Dolly Parton

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Our American Icon is heading toward 70 years of age. But I don’t think Dolly Parton has changed that much since she came out of the hills of eastern Tennessee at the age of 18, and descended on Nashville. She still speaks politically incorrect. I don’t think that will ever change.

She was on the Hallmark show “Home and Family” discussing her movie on NBC Thursday night December 10th “Coat of Many Colors”. She wrote a song by that name many years ago based on the fact that her mom once sewed her a coat together from scraps of material people had given them. The pieces did not match.

What’s important here is the natural Dolly. There were twelve brothers and sisters in her family, and she said her dad was a good man, but he would “whup their butts” if they needed it.

She mentioned that she was fond of make-up at an early age, and came by that fascination because of a lady in town who was always well made-up. She was searching for a word before she said anything, and finally said, people called the lady the “town tramp.” What Dolly so tactfully did not point out was the lady’s form of livelihood, which was evident by her nuance.

Dolly at an early age also didn’t have money for make-up, and went in the woods to gather a poison berry to use the red color of it for lipstick. Her eye shadow was the black from a burnt match.

It was obvious Dolly was suffering either from a cold or some allergy that made her nose run. She had a Kleenex which she used as little as possible. One of the hosts made a remark about it, possibly alluding to the fact she too suffered from that sometimes. Always gracious Dolly offered her Kleenex to her, asking if she wanted to use her “snot rag”. The lady declined with a most awkward facial expression.

That was Dolly who has made millions with her recordings, public appearances, and business ventures. No need to get upper crust just because of that. There was a bit of crispiness involved when Dolly showed the folks on “Home and Family” how to fry green tomatoes. She learned to cook  starting at about nine.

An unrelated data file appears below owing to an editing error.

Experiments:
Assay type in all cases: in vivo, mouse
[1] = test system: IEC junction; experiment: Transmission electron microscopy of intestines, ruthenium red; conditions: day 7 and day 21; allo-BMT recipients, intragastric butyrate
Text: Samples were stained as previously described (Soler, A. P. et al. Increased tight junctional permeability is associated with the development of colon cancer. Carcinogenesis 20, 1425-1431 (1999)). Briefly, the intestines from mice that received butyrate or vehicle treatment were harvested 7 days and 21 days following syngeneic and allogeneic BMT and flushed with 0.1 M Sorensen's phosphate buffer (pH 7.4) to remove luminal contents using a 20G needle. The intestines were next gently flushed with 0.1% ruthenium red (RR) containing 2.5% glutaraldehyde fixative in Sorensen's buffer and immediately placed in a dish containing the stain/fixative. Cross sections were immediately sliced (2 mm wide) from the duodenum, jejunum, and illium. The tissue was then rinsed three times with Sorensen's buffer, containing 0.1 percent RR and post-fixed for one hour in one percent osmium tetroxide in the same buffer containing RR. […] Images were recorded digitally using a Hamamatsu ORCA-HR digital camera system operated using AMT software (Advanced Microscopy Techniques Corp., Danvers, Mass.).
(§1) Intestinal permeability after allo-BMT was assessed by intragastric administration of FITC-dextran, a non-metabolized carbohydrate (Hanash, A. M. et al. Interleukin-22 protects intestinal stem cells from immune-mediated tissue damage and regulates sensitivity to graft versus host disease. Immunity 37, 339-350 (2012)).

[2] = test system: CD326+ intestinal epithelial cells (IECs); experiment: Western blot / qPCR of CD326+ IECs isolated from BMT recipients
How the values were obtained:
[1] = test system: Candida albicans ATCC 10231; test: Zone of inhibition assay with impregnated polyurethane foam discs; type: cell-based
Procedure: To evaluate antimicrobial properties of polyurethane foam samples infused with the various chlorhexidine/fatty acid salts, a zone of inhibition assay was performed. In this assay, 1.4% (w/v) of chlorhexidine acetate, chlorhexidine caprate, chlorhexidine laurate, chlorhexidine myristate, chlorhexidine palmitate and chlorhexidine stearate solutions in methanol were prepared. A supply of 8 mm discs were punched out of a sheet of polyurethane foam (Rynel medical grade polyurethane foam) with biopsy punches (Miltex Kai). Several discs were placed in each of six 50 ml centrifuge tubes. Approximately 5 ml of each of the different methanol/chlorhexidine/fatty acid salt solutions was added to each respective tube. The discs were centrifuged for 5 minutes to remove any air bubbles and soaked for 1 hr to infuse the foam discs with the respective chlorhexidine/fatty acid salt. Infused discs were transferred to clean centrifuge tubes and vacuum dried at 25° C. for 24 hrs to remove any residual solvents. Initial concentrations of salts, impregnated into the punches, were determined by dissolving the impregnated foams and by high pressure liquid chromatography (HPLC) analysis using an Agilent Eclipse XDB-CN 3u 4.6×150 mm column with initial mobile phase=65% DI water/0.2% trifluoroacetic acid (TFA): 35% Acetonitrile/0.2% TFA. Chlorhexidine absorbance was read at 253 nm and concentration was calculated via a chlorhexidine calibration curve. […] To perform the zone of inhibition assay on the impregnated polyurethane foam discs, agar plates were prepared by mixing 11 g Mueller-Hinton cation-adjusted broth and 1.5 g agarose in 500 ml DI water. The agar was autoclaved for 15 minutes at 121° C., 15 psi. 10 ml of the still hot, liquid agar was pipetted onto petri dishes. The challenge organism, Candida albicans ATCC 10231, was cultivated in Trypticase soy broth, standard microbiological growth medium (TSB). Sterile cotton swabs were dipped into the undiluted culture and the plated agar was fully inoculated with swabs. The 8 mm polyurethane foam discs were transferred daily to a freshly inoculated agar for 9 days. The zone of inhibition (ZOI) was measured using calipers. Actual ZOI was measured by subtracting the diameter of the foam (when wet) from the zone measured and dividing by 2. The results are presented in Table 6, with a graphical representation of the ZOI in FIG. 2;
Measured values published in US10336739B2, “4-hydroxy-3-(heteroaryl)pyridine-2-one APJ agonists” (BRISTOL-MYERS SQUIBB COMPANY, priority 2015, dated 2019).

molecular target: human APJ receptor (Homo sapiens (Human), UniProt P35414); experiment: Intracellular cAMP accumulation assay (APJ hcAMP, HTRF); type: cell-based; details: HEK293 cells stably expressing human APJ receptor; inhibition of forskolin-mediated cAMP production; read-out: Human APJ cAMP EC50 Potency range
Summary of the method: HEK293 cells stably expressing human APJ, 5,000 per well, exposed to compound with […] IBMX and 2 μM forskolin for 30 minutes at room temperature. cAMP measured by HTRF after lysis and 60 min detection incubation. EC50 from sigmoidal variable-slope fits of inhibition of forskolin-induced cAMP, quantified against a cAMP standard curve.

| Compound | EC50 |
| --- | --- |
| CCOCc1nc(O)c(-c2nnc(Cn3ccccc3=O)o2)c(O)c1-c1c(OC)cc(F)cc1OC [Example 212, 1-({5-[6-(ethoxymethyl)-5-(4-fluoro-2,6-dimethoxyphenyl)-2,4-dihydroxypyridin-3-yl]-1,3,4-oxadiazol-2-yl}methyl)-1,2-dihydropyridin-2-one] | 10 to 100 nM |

With her money, she could have gone to any prim and proper school of etiquette, but that would have removed the charm we all adore about her.

I suppose some people, although I don’t know who would have the gall, must have told her she looked cheap with some of her outfits, and plastic surgery. I don’t have the exact remark, but this is close to what she said, “Do you realize how much money you have to spend to look cheap”?

Her bodily assets have always been the focal point of men. Whether women notice that type of thing I have no idea. Dolly has no qualms about telling how that came to be.

She had some minor professional things to occur after high school, but her big break came when Porter Wagoner asked her to be on his TV show, and tour with him. They made a lot of records together as well, but Dolly decided to go her own way after seven years.

True to Dolly she did not forget the one responsible for putting her in the public’s eye. She wrote a song for Porter called, “I Will Always Love You” which I’m sure was poetically speaking because she was married at the time.

As if Dolly did not make enough money on her own recording of that song, a lady by the name of Whitney Houston sang it in the movie “The Bodyguard” with Kevin Costner, and that pulled in a bunch of more money.

Dolly was devastated at the news of Whitney’s death. Here again I think that was more as a human being than the fact Whitney had made that song such a big hit a second time. There seems to be no comment that Dolly made about Whitney’s daughter Bobbi Christina, and her untimely death, but you must know there had to be some private grief at the double tragedy of exactly how their lives ended.

The movie “Coat of Many Colors” will be scripted, and I’m sure the lines were followed in making the movie. Wouldn’t it have been refreshing though to have some of Dolly’s country language in the movie? If the scriptwriter called Hollywood home there is no way he/she could have gotten the true flavor of eastern Tennessee, and even if so, words in Dolly’s vernacular could not have found themselves into the script unless Dolly was allowed to put them there. Sometimes when Hollywood meets eastern Tennessee, there is an artificiality that should not be.

Dolly, dear, I will gladly accept your “snot rag” any time you wish to offer it to me. Keep on a being Dolly. You remind us of how Nashville singers used to be real.

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